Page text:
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The campaign therefore aims to challenge this widespread trolling, promote online safety and provide support to victims.
Previous research by Demos in 2014 sought to measure misogyny online.
Interestingly, this study reflects the findings of our 2014 report, in which women were as comfortable using misogynistic language as men; the 2016 findings show that 50% of the total aggressive tweets were sent by women, while 40% were sent by men, and 10% were sent by organisations or users whose genders could not be classified.
These figures suggest that misogyny is being internalised and reiterated by women themselves.
This was in response to the abuse, often misogynistic in tone, faced by high-profile women online.
However, the ubiquity of social media in society today means that this abuse, or trolling, is not exclusive to public figures.
This use of language is not, therefore, confined to one discrete online group but rather persists throughout society, making this issue more complex than it first appears.
Two types of language was classified: ‘aggressive’ and ‘self-identification’.Twitter simply facilitates research like this by providing an easy-to-access, substantial dataset in a relatively short space of time.While our previous research showed that misogynistic language was common online, it was more difficult to infer how these words were actually being used.NLP is inherently probabilistic, and with much of social media (and the words we use in general) context is everything.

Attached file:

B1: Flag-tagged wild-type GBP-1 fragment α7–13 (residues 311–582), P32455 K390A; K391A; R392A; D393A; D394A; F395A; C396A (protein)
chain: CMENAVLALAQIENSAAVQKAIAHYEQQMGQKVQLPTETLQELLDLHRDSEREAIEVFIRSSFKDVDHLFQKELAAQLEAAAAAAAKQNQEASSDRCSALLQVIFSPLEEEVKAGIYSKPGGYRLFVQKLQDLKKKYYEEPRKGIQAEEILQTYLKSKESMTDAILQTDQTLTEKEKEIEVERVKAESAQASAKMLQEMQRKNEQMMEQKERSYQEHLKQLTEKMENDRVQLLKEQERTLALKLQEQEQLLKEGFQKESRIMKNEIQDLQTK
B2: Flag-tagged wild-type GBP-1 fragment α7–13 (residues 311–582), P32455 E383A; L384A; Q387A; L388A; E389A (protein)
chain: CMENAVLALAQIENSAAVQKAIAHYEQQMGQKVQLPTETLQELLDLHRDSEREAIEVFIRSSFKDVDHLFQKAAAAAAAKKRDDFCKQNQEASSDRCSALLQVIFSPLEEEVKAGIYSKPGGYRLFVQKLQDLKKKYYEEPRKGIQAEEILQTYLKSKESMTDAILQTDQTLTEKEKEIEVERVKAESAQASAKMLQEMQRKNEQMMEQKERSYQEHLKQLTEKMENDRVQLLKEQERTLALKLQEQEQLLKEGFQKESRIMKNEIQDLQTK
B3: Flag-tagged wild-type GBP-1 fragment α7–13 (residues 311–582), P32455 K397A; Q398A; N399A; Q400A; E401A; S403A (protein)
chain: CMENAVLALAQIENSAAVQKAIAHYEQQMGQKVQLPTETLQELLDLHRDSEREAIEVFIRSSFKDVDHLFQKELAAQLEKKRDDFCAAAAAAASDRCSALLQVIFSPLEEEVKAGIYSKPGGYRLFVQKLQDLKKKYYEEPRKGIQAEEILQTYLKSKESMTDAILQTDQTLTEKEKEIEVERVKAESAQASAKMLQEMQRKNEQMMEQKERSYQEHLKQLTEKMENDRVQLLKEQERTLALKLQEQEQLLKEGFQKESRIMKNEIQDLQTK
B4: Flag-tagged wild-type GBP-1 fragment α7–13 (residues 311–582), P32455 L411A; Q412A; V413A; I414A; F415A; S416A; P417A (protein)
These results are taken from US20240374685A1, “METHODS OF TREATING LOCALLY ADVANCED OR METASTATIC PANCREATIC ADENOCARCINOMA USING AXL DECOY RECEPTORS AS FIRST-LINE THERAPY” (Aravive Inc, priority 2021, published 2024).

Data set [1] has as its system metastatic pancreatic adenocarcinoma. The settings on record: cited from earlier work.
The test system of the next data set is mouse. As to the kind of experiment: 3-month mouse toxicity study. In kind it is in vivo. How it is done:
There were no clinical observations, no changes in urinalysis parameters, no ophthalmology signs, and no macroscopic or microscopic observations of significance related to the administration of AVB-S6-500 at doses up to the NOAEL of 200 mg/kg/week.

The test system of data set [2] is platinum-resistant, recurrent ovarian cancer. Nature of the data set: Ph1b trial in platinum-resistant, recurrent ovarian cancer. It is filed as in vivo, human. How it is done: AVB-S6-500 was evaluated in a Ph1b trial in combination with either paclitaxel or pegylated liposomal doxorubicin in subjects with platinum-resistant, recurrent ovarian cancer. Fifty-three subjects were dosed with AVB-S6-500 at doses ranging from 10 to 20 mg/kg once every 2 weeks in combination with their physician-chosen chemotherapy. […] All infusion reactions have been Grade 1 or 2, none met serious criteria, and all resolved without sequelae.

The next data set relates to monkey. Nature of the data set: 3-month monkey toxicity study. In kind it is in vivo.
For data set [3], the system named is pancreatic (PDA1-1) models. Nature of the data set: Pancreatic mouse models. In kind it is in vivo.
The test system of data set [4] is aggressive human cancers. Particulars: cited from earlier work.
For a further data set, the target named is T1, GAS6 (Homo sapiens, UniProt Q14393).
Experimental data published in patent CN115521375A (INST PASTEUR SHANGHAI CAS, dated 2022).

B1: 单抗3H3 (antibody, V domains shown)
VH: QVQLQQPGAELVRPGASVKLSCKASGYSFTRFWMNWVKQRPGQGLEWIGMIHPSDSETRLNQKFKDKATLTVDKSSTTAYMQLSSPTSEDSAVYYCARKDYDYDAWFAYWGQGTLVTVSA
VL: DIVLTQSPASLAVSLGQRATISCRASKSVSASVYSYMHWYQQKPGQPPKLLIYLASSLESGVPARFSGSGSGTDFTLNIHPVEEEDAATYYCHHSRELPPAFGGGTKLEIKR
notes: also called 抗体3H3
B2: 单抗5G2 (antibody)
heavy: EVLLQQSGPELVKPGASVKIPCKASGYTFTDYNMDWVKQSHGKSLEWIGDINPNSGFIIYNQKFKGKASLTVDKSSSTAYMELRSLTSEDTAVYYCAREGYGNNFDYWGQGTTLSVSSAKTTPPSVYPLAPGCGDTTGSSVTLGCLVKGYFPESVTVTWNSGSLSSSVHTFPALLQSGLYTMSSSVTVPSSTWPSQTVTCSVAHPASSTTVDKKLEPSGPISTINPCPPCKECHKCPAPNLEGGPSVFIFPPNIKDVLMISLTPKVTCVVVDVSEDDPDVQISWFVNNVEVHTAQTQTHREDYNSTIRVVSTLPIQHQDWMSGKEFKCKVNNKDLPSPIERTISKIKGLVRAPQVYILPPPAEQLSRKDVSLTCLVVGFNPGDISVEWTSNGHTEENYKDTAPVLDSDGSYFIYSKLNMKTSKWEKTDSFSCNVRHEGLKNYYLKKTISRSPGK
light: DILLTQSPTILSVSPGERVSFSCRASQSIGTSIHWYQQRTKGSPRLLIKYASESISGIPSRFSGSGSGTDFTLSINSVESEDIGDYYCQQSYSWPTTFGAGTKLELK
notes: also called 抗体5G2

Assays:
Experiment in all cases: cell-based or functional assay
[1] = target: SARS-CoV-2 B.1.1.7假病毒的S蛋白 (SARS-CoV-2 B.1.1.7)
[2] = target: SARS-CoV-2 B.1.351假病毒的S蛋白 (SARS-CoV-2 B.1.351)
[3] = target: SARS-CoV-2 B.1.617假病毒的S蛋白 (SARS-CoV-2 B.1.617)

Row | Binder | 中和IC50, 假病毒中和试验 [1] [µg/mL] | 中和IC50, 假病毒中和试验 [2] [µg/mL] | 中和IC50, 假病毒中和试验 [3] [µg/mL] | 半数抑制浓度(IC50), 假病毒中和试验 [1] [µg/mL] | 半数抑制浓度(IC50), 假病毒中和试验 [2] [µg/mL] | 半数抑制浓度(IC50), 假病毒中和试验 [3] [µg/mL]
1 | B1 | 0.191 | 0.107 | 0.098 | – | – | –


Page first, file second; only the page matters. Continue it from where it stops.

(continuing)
Nevertheless, the algorithms trained performed well. The algorithm used to classify pornographic tweets was 91% accurate (meaning that 91% of the time, it agreed with a human analyst that a tweet was advertising pornography).
This may conflict with the UK government’s proposed Digital Economy Bill, announced in the Queen’s Speech, requiring websites with pornographic content to verify that their users are over 18.